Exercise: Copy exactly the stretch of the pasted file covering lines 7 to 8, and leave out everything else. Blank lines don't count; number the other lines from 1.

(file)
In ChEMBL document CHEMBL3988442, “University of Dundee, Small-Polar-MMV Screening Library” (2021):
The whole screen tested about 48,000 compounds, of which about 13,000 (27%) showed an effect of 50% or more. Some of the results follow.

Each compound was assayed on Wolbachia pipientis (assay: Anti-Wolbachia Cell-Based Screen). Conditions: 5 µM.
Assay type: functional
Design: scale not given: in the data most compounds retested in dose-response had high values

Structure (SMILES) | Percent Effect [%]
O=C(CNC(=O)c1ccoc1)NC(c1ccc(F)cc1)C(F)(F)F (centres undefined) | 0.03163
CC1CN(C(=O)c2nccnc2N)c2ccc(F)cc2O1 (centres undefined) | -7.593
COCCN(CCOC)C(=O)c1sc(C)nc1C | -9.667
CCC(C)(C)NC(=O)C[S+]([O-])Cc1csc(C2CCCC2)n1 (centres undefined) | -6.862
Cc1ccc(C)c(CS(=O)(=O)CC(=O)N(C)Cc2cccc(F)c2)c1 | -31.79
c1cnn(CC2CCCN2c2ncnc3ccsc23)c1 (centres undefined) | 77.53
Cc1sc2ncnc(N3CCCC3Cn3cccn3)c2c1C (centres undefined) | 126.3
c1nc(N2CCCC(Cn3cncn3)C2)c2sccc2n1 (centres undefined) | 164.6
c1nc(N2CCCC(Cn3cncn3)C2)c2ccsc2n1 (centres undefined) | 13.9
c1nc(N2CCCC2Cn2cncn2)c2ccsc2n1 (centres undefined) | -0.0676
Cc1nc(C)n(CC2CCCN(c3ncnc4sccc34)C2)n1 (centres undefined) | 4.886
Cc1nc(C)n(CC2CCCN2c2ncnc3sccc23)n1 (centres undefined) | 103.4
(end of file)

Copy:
O=C(CNC(=O)c1ccoc1)NC(c1ccc(F)cc1)C(F)(F)F (centres undefined) | 0.03163
CC1CN(C(=O)c2nccnc2N)c2ccc(F)cc2O1 (centres undefined) | -7.593